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«DiscoVeriNg HomelessNess Volume 13, Number 1 • 2011 U.S. Department of Housing and Urban Development | Office of Policy Development and Research ...»

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Conclusion and Policy Implications Findings from Part I of the analyses suggest that segregation has strong effects on increasing housing inadequacy and overcrowding for Blacks living in the upper quartile of the segregation distribution. Just as prior housing quality has been linked to homelessness (Ringheim, 1990), an important link between high levels of segregation and Black homelessness has been established.

These findings stress the importance of enforcing fair housing policies. In the past, these policies have been rendered ineffective due to an overreliance on the reports of discriminated individuals (Massey and Denton, 1993). Changing the focus from the reports of discriminated individuals to random investigations of REALTORS®, landlords, and mortgage lenders may increase the effectiveness of fair housing laws. In addition, it is crucial that White racial attitudes are addressed through the education system. Without the support of White attitudes toward racial integration, fair housing policies are doomed to fail. Failure of these policies may lead to negative consequences for Blacks that extend far beyond housing.

Part II of the research revealed that a large percentage of Black homeless clients experience their homelessness in urban center-city areas. Because Blacks are less likely than Whites to migrate for homeless services, it is likely that their housing problems are situated close to the place where they experience homelessness, as suggested by Culhane, Lee, and Wachter (1996). Thus, homeless policy must address housing affordability and residential segregation within America’s urban core if it is going to substantially affect Black homelessness.

To the extent that poor Blacks have greater housing affordability problems than poor Whites have, it is expected that Blacks will enter homelessness at greater rates than Whites. Black homeless 62 Discovering Homelessness From Exclusion to Destitution: Race, Affordable Housing, and Homelessness people have greater access to shelter space and are less likely than White homeless to migrate for homeless services. After Blacks become homeless, it is more difficult for them than for White homeless people to exit their state of homelessness.

These findings suggest that the overrepresentation of Blacks in the homeless population may be related to greater housing affordability problems and greater access to homeless services. In addition to calling for the need for greater attention to affordable housing construction and rehabilitation in inner cities, this study’s analyses suggest the need for a more equitable spatial distribution of homeless services across different racial communities. The concentration of drug markets, in particular the crack trade, within center cities may also help explain the prevalence of drug problems experienced by Black homeless people. Drug problems experienced by Blacks may also be a stronger risk factor for homelessness than the mental health problems that are experienced more by White homeless people. Recent historical research by Johnson (2010) attributes Black homelessness from the 1980s to the present to the conjunction of loss of affordable units taken away in urban renewal, loss of jobs due to deindustrialization, and increasing drug-abuse problems related to the availability of crack cocaine in central-city areas.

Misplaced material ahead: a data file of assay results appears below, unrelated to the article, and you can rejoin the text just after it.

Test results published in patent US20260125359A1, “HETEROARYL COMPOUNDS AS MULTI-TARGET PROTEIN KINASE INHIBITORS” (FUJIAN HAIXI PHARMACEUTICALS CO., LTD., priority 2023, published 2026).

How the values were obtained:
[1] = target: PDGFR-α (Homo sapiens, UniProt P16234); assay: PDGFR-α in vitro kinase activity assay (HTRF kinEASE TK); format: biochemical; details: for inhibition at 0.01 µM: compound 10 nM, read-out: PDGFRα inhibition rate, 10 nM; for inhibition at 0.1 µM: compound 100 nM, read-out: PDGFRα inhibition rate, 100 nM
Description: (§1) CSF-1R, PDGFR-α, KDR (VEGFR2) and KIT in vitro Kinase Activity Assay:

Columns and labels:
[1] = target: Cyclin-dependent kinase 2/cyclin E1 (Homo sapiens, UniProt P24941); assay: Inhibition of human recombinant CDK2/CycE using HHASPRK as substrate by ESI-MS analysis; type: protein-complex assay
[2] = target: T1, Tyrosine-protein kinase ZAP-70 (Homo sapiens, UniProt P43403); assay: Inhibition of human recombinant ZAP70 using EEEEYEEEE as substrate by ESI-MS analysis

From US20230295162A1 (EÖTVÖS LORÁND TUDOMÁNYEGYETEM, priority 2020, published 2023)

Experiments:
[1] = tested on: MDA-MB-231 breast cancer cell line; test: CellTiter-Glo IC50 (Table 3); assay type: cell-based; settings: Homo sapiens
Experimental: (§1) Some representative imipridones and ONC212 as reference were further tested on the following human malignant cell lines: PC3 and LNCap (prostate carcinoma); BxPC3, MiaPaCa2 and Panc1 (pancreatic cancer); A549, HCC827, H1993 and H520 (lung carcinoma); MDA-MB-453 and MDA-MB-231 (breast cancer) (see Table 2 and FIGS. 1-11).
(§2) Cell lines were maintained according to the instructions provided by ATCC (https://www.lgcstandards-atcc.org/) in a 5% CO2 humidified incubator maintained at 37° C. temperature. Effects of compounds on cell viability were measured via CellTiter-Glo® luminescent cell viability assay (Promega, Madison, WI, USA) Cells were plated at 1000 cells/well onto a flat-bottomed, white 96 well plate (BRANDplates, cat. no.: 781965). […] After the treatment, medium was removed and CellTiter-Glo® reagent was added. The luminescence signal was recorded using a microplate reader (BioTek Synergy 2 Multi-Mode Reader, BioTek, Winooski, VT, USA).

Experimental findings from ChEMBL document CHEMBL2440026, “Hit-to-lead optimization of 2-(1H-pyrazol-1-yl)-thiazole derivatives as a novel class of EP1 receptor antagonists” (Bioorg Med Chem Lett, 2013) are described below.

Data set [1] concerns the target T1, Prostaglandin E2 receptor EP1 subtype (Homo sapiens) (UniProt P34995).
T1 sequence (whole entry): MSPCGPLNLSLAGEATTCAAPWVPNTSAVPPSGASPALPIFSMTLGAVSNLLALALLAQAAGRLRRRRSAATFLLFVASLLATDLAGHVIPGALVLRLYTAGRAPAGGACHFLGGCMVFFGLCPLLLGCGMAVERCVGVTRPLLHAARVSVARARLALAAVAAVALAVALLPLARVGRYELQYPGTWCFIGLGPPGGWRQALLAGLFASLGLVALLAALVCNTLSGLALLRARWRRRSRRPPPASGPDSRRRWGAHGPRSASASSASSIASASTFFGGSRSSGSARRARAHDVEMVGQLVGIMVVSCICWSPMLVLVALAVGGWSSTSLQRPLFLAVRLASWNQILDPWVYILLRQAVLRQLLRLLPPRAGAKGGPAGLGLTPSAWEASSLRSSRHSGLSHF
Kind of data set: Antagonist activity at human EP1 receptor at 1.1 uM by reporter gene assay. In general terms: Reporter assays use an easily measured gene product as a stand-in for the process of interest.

Although the overrepresentation of Blacks in the homeless population is probably due mostly to a combination of structural and individual factors, it may be partly due to deficiencies in a service-based approach to measuring the homeless. Service-based enumerations and surveys miss many people who are homeless and do not use homeless services. People who do not use homeless services—street homeless and those who double up with friends—do not show up in service-based enumerations and surveys. Proximity to homeless services may affect both service usage and the accuracy of estimates of the homeless population made from service-based samples. If White homeless people find it harder to locate services, they will be less likely than Black homeless people both to use them and to show up in service-based enumerations and surveys. If Black homeless people have greater access to homeless services, they will be more likely than White homeless people to use them and to show up in service-based enumerations and surveys. Increasing the equitable spatial distribution of homeless services would not only be a way to provide needed services to White homeless people who are not receiving them, but would also be a way to examine the extent to which the current location of homeless services has biased our estimates of the racial distribution of the homeless population.